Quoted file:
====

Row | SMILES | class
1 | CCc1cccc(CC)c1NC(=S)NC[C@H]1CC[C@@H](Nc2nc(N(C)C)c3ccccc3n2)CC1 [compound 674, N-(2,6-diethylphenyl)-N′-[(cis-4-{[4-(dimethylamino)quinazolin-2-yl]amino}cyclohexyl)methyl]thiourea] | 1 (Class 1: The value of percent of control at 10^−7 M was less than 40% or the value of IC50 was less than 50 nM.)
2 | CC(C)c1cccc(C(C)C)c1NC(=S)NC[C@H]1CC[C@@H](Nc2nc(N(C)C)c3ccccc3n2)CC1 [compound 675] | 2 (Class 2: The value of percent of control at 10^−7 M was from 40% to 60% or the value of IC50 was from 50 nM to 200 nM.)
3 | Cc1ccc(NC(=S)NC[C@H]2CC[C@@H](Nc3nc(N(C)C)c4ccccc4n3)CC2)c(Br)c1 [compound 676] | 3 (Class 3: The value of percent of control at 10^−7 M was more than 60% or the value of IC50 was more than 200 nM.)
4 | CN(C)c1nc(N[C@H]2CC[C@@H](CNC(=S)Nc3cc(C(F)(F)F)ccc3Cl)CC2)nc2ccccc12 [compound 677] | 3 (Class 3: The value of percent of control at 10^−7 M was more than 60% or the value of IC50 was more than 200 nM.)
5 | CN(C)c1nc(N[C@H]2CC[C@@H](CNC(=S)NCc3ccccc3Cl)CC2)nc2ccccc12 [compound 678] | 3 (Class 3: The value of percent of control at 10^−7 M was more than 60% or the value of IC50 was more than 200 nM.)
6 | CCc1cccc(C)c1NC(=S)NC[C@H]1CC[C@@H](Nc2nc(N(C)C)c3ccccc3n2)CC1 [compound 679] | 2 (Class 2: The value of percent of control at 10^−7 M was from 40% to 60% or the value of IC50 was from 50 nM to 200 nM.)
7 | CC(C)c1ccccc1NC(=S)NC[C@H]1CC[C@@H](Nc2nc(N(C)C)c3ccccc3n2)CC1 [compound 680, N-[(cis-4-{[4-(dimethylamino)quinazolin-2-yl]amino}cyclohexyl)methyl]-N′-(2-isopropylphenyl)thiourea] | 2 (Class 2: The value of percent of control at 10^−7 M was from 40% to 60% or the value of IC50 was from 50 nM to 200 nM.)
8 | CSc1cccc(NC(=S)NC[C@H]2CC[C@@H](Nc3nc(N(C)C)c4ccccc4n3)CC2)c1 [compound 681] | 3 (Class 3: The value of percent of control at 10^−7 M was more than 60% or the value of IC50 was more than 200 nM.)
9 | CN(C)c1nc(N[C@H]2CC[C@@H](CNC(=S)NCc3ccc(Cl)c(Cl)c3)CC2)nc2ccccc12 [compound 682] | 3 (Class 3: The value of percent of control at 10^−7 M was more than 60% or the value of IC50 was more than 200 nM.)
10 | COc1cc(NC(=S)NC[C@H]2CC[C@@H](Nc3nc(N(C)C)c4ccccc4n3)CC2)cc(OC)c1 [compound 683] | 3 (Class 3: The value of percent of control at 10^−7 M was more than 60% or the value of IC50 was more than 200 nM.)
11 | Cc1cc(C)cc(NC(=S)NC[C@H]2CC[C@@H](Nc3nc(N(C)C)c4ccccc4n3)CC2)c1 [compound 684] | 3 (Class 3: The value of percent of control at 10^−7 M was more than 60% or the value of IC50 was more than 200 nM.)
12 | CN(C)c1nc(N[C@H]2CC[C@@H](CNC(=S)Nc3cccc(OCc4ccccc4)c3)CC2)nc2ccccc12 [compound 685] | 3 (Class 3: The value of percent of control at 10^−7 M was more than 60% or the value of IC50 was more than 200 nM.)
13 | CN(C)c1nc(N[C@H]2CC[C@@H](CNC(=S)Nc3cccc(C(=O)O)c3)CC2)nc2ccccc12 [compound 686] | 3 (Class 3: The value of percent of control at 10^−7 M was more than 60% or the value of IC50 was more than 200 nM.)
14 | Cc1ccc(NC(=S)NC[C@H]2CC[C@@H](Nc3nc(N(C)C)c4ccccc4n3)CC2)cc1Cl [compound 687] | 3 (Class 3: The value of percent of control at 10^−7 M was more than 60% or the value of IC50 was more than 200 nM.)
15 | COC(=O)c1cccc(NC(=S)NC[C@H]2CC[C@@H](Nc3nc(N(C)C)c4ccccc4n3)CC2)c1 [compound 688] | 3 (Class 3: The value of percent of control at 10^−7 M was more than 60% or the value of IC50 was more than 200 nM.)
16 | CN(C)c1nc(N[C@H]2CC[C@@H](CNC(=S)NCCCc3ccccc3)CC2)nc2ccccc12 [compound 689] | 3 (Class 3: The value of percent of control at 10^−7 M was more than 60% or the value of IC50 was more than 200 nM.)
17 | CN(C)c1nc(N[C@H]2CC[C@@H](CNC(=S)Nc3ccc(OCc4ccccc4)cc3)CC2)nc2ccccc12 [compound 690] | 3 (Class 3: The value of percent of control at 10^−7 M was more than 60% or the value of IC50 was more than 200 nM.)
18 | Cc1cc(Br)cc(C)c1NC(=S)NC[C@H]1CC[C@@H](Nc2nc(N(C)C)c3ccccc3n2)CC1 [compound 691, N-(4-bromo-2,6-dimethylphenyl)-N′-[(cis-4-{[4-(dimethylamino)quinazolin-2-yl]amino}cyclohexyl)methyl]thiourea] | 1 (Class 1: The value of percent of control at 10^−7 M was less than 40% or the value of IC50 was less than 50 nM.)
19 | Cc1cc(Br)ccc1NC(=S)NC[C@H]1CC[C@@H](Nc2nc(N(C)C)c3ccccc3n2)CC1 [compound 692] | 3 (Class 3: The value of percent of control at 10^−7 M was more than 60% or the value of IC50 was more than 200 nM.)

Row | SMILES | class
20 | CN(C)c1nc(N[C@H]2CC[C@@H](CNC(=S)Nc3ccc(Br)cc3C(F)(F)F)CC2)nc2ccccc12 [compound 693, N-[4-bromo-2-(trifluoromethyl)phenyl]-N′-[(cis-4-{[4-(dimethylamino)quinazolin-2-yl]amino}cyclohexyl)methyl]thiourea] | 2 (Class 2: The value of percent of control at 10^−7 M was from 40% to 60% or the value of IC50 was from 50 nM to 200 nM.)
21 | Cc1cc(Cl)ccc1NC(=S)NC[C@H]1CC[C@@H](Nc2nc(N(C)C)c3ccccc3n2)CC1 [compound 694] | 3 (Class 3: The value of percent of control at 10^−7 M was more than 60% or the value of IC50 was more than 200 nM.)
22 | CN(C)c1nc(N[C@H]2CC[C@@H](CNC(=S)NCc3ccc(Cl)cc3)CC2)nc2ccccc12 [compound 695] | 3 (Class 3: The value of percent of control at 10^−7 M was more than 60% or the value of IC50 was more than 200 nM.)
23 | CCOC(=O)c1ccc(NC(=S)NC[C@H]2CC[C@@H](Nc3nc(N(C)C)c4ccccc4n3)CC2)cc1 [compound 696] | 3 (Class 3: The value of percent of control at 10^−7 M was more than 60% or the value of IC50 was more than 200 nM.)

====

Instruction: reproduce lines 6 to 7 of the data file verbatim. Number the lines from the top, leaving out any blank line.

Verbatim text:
5 | CN(C)c1nc(N[C@H]2CC[C@@H](CNC(=S)NCc3ccccc3Cl)CC2)nc2ccccc12 [compound 678] | 3 (Class 3: The value of percent of control at 10^−7 M was more than 60% or the value of IC50 was more than 200 nM.)
6 | CCc1cccc(C)c1NC(=S)NC[C@H]1CC[C@@H](Nc2nc(N(C)C)c3ccccc3n2)CC1 [compound 679] | 2 (Class 2: The value of percent of control at 10^−7 M was from 40% to 60% or the value of IC50 was from 50 nM to 200 nM.)